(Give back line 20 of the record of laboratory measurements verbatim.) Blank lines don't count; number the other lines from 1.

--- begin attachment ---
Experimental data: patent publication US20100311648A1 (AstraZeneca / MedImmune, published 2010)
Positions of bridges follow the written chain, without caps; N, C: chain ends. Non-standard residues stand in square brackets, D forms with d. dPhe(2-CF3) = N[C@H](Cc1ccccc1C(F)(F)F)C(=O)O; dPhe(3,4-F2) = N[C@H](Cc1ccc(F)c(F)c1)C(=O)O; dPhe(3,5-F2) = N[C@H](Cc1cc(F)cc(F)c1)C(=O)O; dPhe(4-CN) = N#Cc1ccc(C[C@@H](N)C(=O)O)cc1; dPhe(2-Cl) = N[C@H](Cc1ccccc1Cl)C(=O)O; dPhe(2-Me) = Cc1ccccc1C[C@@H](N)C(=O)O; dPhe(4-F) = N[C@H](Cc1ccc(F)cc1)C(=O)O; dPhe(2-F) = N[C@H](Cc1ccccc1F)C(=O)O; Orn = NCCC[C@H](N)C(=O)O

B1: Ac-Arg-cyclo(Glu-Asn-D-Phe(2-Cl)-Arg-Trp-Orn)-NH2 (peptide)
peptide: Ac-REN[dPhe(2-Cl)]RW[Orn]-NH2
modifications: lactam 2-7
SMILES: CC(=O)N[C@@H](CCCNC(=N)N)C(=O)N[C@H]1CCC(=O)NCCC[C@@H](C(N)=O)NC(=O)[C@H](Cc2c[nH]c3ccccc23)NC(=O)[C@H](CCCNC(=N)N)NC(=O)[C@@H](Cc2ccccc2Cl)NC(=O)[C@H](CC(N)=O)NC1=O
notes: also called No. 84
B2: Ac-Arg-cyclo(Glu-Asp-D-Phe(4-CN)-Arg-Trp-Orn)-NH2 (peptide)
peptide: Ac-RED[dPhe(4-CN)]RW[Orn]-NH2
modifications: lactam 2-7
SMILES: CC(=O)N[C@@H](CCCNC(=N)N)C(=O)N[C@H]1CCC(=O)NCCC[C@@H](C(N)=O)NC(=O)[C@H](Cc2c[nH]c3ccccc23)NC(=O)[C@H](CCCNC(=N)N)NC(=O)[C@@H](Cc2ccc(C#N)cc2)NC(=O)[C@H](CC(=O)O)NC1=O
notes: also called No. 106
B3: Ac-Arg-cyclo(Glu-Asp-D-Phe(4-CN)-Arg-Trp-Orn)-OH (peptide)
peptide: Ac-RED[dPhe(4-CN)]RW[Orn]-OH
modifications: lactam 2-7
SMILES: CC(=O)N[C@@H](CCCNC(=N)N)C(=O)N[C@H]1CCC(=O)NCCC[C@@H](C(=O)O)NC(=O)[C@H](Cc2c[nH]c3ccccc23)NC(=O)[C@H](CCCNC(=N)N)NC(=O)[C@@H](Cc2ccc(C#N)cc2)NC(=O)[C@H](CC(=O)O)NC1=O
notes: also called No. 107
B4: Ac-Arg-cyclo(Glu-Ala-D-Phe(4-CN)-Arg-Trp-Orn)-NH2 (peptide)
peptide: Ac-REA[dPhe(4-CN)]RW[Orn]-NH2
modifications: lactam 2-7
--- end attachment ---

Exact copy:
modifications: lactam 2-7